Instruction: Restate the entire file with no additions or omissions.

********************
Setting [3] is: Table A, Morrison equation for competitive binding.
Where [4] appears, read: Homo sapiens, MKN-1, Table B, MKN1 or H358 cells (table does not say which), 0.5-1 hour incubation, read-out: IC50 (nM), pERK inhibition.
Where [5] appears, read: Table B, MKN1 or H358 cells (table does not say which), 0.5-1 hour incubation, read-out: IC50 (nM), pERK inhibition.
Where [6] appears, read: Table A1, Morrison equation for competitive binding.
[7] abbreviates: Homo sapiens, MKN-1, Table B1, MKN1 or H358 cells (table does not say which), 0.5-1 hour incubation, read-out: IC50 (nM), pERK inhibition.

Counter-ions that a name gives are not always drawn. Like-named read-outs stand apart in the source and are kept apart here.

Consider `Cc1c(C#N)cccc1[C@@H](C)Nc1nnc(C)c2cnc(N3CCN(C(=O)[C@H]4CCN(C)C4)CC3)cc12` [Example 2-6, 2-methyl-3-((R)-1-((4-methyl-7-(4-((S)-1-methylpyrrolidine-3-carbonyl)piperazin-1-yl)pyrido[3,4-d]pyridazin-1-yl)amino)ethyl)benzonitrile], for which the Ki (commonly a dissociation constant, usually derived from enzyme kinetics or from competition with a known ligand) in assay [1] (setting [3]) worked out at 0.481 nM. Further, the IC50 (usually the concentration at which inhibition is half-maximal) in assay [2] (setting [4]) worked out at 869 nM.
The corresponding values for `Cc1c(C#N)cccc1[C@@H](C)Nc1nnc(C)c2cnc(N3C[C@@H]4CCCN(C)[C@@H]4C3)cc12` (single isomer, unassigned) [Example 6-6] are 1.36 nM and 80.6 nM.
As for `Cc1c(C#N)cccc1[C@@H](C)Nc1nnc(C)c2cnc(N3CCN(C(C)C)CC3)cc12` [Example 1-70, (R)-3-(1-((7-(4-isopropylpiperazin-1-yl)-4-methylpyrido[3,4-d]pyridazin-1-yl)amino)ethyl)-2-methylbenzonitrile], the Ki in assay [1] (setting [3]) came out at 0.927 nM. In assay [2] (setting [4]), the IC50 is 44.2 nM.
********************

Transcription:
Setting [3] is: Table A, Morrison equation for competitive binding.
Where [4] appears, read: Homo sapiens, MKN-1, Table B, MKN1 or H358 cells (table does not say which), 0.5-1 hour incubation, read-out: IC50 (nM), pERK inhibition.
Where [5] appears, read: Table B, MKN1 or H358 cells (table does not say which), 0.5-1 hour incubation, read-out: IC50 (nM), pERK inhibition.
Where [6] appears, read: Table A1, Morrison equation for competitive binding.
[7] abbreviates: Homo sapiens, MKN-1, Table B1, MKN1 or H358 cells (table does not say which), 0.5-1 hour incubation, read-out: IC50 (nM), pERK inhibition.

Counter-ions that a name gives are not always drawn. Like-named read-outs stand apart in the source and are kept apart here.

Consider `Cc1c(C#N)cccc1[C@@H](C)Nc1nnc(C)c2cnc(N3CCN(C(=O)[C@H]4CCN(C)C4)CC3)cc12` [Example 2-6, 2-methyl-3-((R)-1-((4-methyl-7-(4-((S)-1-methylpyrrolidine-3-carbonyl)piperazin-1-yl)pyrido[3,4-d]pyridazin-1-yl)amino)ethyl)benzonitrile], for which the Ki (commonly a dissociation constant, usually derived from enzyme kinetics or from competition with a known ligand) in assay [1] (setting [3]) worked out at 0.481 nM. Further, the IC50 (usually the concentration at which inhibition is half-maximal) in assay [2] (setting [4]) worked out at 869 nM.
The corresponding values for `Cc1c(C#N)cccc1[C@@H](C)Nc1nnc(C)c2cnc(N3C[C@@H]4CCCN(C)[C@@H]4C3)cc12` (single isomer, unassigned) [Example 6-6] are 1.36 nM and 80.6 nM.
As for `Cc1c(C#N)cccc1[C@@H](C)Nc1nnc(C)c2cnc(N3CCN(C(C)C)CC3)cc12` [Example 1-70, (R)-3-(1-((7-(4-isopropylpiperazin-1-yl)-4-methylpyrido[3,4-d]pyridazin-1-yl)amino)ethyl)-2-methylbenzonitrile], the Ki in assay [1] (setting [3]) came out at 0.927 nM. In assay [2] (setting [4]), the IC50 is 44.2 nM.